Since I am the first Family History student to ever participate in this internship forcredit, this has been quite a unique experience. I have to start out by saying that I am by nomeans a computer- or web-savvy person. The Joseph Smith Papers Project just happened tobe looking for a few people willing to work on the web development side of their project,and I was one of those willing to do it! And even though I am about to graduate, I had noidea that this web developing internship could apply so well to family history!Pretty much, a web developer helps to prepare documents to enter the web andalso helps control problems with the Joseph Smith website (www.josephsmithpapers.org).Before web content is released to the public, the interns go through each new page of thewebsite to make sure the text and images are correct and that there are no major problems.For my part of this internship, I am constantly working on one big project or another. Asidefrom checking web content, the major projects I have participated in so far include: work-ing with document transcriptions in an XML program, text verification, comparing biog-raphies of family members to make sure there are no discrepancies, and preparing a list ofless-common names to provide a starting point for their biographies.And how does this all apply to family history? Here’s how. Right now I am alsotaking Hist 434 – Computers in Family Historical Research and Publication. In this class,we are learning how to use computer programs and the web to publish our research; andthis is exactly what I am helping the JSPP do! This is a huge church history project that haseverything to do with family history. Because of this internship, I am learning great andinteresting ways to create, publish, and maintain a family history website! That is how thisinternship applies to my major! This internship is a great experience that every history andfamily history major should want to participate in.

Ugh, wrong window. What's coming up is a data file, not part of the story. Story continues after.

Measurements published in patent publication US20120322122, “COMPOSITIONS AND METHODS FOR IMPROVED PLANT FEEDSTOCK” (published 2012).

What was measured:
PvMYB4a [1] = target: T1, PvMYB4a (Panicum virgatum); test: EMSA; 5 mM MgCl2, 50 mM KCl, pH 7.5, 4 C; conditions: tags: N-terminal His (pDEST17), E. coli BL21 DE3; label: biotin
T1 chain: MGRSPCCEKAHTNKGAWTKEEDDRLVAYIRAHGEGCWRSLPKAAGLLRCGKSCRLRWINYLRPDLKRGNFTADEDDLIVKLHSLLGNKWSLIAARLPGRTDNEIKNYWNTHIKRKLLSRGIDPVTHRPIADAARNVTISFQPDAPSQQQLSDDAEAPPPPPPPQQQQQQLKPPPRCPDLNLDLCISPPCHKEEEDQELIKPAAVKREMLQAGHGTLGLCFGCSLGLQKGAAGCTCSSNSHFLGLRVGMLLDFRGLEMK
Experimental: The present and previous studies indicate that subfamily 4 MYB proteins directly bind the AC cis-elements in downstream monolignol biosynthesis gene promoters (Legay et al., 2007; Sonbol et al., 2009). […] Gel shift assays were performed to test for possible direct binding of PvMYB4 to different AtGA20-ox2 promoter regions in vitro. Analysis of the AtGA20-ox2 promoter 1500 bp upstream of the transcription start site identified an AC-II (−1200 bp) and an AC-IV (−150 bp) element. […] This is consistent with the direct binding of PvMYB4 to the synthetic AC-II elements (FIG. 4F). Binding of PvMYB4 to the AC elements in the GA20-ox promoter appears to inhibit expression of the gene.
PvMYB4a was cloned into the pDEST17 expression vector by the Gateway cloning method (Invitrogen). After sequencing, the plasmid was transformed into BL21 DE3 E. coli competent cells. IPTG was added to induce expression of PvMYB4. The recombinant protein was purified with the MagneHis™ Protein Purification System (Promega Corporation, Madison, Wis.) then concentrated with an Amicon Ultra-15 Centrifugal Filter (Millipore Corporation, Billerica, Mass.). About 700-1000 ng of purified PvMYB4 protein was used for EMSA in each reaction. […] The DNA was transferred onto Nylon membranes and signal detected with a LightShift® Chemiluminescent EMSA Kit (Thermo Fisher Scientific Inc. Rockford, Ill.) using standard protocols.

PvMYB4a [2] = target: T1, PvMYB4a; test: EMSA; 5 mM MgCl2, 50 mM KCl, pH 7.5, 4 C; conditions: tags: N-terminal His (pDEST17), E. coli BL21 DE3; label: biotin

When I first get to the Church History Center I would check in with JosephDarowski, my coordinator to see what he had planned for the day. I would then gosee Julia Woodbury to get folders that contained biographies or geographical biog-raphies, usually called bios and geos.On these I would generally be doing a few different things with. At first Iwas just seeing if we could find better primary or secondary sources for the infor-mation. This called on looking at the sources that the secondary and compiledsources used that we then used. After a little while I was also taking the bios andgeos from Pubman, their site that holds all the data, sources, writings, etc. and put-ting them in XMetal and then putting links and sources to show up on the websiteonce ready.At some point in the day I would also stop by Larry Morris and see if heneeded any proof reading for Docs 1, the upcoming book to be published. This usu-ally entailed looking at the historical introduction.In the afternoon I would do second level verifying with Joseph, which hasbeen reading from the actual document or the pictures of it while the other wouldcheck the format and wording in XMetal.
Angela: Our first Family His-tory Intern!Caption describing picture orgraphic.